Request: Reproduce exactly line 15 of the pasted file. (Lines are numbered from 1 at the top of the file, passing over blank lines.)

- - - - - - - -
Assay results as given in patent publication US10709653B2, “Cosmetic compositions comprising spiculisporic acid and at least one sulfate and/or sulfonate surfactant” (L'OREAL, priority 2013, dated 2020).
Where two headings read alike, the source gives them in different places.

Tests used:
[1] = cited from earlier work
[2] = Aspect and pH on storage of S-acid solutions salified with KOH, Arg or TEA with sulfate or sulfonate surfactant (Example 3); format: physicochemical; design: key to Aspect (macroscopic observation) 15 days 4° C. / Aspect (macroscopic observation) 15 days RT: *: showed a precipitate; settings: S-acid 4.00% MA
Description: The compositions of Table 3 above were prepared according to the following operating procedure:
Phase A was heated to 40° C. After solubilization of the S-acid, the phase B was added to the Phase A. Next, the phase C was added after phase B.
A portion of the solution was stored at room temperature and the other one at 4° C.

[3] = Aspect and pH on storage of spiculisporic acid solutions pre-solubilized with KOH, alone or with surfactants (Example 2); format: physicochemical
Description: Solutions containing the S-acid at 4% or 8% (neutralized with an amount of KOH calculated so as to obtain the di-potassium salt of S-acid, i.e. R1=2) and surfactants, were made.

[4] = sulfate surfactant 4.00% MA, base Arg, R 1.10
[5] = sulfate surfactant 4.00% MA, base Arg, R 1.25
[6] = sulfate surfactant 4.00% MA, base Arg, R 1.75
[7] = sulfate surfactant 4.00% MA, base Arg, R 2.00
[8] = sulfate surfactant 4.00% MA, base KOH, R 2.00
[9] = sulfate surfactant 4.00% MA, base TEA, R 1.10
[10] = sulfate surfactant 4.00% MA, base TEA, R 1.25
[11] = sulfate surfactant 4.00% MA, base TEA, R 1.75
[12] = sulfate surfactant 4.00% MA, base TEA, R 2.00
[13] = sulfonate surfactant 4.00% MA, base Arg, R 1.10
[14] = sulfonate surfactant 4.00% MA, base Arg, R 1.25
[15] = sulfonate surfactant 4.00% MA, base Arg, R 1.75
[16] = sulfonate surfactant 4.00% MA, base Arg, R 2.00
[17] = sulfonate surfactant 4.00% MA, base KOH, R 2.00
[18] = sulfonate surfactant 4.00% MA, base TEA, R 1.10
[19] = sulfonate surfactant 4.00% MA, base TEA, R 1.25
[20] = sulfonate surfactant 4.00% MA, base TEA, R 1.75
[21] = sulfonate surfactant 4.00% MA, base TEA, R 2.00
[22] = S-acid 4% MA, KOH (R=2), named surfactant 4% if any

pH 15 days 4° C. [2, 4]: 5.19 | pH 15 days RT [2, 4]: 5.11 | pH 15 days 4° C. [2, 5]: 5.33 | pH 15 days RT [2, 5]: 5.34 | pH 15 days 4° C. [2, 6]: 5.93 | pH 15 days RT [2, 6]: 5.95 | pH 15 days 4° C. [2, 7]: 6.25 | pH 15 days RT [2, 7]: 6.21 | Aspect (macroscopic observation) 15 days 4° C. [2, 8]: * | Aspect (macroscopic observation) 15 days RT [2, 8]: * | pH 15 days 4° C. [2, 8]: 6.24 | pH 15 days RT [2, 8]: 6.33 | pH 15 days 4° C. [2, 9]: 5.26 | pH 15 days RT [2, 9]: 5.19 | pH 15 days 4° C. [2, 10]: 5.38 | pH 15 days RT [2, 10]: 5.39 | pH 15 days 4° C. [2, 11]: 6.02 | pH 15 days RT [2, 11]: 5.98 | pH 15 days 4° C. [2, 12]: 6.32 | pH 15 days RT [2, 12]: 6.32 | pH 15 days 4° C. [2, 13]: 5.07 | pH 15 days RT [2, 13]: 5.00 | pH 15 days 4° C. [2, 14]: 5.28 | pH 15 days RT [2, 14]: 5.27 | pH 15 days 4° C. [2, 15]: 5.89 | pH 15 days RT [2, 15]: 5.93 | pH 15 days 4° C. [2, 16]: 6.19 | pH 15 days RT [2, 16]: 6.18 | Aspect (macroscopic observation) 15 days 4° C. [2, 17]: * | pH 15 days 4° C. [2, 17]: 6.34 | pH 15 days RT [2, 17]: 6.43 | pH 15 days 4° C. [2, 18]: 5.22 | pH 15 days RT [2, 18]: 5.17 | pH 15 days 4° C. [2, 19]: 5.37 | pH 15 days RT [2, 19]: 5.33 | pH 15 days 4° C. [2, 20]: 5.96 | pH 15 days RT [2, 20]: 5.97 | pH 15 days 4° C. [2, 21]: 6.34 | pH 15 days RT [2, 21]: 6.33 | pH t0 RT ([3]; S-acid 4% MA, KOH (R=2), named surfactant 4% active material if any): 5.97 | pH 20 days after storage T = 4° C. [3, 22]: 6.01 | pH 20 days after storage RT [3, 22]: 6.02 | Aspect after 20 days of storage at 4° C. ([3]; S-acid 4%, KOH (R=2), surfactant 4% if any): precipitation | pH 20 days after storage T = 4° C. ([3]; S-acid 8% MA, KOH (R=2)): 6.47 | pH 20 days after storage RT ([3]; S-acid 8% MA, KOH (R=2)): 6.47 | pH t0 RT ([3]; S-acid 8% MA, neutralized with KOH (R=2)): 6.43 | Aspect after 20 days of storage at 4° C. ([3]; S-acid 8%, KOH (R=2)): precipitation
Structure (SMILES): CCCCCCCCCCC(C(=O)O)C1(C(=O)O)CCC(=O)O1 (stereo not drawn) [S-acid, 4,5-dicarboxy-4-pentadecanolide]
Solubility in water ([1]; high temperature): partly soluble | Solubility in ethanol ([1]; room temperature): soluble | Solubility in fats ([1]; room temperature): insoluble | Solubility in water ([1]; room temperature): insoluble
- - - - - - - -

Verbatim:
[8] = sulfate surfactant 4.00% MA, base KOH, R 2.00